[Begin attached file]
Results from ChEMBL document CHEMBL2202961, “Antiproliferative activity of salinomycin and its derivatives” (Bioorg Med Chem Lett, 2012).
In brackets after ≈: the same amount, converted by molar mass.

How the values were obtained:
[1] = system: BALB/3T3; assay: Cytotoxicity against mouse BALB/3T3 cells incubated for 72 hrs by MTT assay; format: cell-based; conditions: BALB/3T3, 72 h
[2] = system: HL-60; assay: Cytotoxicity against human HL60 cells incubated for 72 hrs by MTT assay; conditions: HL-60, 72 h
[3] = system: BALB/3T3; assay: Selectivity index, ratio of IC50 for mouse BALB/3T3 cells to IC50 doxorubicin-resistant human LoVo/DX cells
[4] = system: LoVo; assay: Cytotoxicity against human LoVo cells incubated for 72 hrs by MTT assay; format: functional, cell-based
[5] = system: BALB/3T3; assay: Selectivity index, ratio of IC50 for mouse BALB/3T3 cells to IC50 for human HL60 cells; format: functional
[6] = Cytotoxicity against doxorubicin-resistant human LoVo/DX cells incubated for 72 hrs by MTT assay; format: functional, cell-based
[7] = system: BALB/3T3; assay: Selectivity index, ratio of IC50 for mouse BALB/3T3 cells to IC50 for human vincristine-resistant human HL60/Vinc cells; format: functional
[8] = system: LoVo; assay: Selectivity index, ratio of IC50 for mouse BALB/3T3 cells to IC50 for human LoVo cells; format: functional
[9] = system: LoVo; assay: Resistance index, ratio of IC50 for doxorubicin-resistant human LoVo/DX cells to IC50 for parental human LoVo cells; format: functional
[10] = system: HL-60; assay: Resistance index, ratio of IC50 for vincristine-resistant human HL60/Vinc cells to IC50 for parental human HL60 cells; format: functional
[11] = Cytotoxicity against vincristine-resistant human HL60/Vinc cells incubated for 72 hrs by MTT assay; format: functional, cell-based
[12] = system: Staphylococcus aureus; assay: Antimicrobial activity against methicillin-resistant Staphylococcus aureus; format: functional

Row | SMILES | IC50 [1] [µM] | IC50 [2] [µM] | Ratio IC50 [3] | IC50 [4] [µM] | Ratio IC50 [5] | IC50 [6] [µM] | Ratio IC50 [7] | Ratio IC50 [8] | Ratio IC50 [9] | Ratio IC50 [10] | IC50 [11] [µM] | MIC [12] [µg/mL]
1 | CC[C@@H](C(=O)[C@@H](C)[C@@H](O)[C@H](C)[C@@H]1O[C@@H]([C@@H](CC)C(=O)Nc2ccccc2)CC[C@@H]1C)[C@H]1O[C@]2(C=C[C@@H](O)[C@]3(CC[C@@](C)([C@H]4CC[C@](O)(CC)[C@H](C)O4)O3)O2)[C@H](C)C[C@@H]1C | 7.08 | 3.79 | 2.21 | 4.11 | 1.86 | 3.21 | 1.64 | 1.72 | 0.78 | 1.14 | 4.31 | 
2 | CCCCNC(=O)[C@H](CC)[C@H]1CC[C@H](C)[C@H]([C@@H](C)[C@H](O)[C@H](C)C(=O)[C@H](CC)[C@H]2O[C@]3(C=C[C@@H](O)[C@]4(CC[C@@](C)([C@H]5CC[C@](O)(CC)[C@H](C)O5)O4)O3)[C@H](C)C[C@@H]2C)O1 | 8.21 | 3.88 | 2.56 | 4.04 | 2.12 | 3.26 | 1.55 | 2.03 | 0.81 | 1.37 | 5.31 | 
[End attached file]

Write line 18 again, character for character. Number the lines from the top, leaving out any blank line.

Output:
2 | CCCCNC(=O)[C@H](CC)[C@H]1CC[C@H](C)[C@H]([C@@H](C)[C@H](O)[C@H](C)C(=O)[C@H](CC)[C@H]2O[C@]3(C=C[C@@H](O)[C@]4(CC[C@@](C)([C@H]5CC[C@](O)(CC)[C@H](C)O5)O4)O3)[C@H](C)C[C@@H]2C)O1 | 8.21 | 3.88 | 2.56 | 4.04 | 2.12 | 3.26 | 1.55 | 2.03 | 0.81 | 1.37 | 5.31 | 